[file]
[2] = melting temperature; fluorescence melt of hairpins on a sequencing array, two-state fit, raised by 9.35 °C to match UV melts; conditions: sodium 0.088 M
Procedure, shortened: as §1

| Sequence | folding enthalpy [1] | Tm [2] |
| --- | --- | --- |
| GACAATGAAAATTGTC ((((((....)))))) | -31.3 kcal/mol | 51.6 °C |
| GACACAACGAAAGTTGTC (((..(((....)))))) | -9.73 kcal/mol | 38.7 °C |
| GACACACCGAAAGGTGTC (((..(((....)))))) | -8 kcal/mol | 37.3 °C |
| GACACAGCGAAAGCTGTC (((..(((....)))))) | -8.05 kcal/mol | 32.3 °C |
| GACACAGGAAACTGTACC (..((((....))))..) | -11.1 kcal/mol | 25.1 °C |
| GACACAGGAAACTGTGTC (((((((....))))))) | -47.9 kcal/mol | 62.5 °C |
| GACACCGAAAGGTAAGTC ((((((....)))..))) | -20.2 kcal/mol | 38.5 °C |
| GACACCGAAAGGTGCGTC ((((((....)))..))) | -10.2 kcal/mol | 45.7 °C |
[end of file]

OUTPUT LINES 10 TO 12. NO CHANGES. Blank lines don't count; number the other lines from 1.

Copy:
| GACACAGGAAACTGTGTC (((((((....))))))) | -47.9 kcal/mol | 62.5 °C |
| GACACCGAAAGGTAAGTC ((((((....)))..))) | -20.2 kcal/mol | 38.5 °C |
| GACACCGAAAGGTGCGTC ((((((....)))..))) | -10.2 kcal/mol | 45.7 °C |